}

            handle_screw_positions()
                render() difference() {
                    h =  height + dia / 2;
                    cylinder(d = dia, h = h);

                    translate_z(h)
                        insert_hole(insert, 6);
                }
        }
}

Again moving the subtraction to a simple cylinder and placing the ends in the hull with repetition instead of a loop to avoid unioning two objects with a lot of vertices before the hull is taken.

On Wed, 10 Apr 2019 at 17:38, Rob Sherwood <[hidden email]> wrote:
Fascinating work - thank you!  I’ve has complicated designs (e.g., complex compound planetary gears) that take up to 30 minutes (!!) to render.  I’ll have to rethink parts of it using your insights. 

Any thoughts about posting some example code?

Cheers,

- Rob
.

On Mon, Apr 8, 2019 at 10:56 AM nop head <[hidden email]> wrote:
I have been going through all my objects rewriting them to be unions of extruded 2D objects to avoid as many 3D differences and  intersections as I can. By doing that I have reduced the time to draw all my objects from 972 seconds to 194.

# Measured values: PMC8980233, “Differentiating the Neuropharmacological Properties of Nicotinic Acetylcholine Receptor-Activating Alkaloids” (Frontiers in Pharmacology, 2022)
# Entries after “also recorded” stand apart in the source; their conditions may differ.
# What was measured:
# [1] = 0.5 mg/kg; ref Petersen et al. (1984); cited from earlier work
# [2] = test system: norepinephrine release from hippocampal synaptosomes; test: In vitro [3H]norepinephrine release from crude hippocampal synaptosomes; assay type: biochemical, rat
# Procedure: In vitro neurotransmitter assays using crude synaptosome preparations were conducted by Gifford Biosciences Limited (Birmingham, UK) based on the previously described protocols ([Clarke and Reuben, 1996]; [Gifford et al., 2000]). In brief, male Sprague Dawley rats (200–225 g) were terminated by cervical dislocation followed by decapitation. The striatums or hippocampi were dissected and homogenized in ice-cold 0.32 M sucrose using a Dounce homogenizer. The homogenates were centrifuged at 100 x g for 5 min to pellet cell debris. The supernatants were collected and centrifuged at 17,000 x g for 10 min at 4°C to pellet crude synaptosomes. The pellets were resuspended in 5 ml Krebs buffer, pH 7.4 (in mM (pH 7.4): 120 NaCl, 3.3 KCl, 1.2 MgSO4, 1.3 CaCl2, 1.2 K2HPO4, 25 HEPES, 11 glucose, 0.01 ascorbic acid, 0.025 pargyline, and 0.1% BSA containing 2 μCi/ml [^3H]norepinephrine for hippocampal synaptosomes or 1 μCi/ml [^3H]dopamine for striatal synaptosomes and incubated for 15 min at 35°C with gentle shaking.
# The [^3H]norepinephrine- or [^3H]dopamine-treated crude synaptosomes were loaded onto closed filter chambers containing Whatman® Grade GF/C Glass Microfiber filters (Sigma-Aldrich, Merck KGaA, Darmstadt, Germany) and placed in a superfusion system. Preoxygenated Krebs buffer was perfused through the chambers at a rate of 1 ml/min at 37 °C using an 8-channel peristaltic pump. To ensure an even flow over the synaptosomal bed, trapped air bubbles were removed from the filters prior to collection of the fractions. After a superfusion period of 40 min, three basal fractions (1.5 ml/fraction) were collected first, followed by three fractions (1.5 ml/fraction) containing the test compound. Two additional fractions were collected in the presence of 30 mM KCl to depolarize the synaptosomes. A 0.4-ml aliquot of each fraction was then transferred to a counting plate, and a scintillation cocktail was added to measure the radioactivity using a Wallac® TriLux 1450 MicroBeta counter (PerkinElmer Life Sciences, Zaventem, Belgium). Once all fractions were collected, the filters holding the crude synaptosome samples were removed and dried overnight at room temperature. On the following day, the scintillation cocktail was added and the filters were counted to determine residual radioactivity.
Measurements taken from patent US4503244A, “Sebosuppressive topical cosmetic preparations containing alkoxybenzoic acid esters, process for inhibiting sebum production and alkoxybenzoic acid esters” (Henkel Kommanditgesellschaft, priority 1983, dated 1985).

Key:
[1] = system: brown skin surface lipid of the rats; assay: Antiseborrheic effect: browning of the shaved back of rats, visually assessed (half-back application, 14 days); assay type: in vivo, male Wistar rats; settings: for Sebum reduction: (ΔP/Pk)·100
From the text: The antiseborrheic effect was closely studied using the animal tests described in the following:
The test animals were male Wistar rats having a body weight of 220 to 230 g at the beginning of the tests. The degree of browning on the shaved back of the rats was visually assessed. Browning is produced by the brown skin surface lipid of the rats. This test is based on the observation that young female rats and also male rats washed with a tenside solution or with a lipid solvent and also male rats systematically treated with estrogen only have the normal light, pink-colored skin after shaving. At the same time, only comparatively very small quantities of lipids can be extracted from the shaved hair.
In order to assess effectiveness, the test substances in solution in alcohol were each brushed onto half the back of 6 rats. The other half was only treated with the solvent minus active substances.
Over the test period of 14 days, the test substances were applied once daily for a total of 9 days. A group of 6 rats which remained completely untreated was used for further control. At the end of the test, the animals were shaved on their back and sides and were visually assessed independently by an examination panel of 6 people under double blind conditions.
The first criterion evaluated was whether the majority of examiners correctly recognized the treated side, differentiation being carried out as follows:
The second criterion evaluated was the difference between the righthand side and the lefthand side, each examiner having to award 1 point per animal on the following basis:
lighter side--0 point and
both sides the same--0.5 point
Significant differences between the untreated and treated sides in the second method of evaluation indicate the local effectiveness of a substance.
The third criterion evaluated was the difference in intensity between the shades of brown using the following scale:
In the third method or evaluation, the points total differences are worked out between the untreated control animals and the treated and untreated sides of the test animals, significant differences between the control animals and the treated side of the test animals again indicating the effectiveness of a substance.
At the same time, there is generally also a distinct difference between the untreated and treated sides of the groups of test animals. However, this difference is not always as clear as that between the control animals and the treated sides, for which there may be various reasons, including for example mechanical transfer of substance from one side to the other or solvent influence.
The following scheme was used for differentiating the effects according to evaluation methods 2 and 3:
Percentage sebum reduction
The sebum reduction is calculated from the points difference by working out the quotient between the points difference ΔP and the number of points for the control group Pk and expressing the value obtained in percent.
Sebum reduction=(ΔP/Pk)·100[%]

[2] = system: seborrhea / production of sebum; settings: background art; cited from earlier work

I have learned a few tricks on the way to make things that look inescapably 3D out unions of extruded 2D. For example these draw in 0 seconds. I think they used to take about 17.

image.png

I previously made the cavities by subtracting two linear extrudes. That takes ages because I render all differences with CGAL to avoid clashes between negative objects and the curved cavities have lots of vertices. I now linear extrude the difference to make the walls of the cavity and then fill in the back with another linear extrude.

The countersinks are creative because on the face of it you need to subtract 3D shapes. What I actually do is put some slightly bigger straight holes in the linear_extrude() of the flange by subtracting circles. I then rotate_extrude a cylinder with the counter sunk hole in it and union those into the holes in the flange. Union is free in preview because it just draws both parts and there is never any z-fighting if they are the same colour.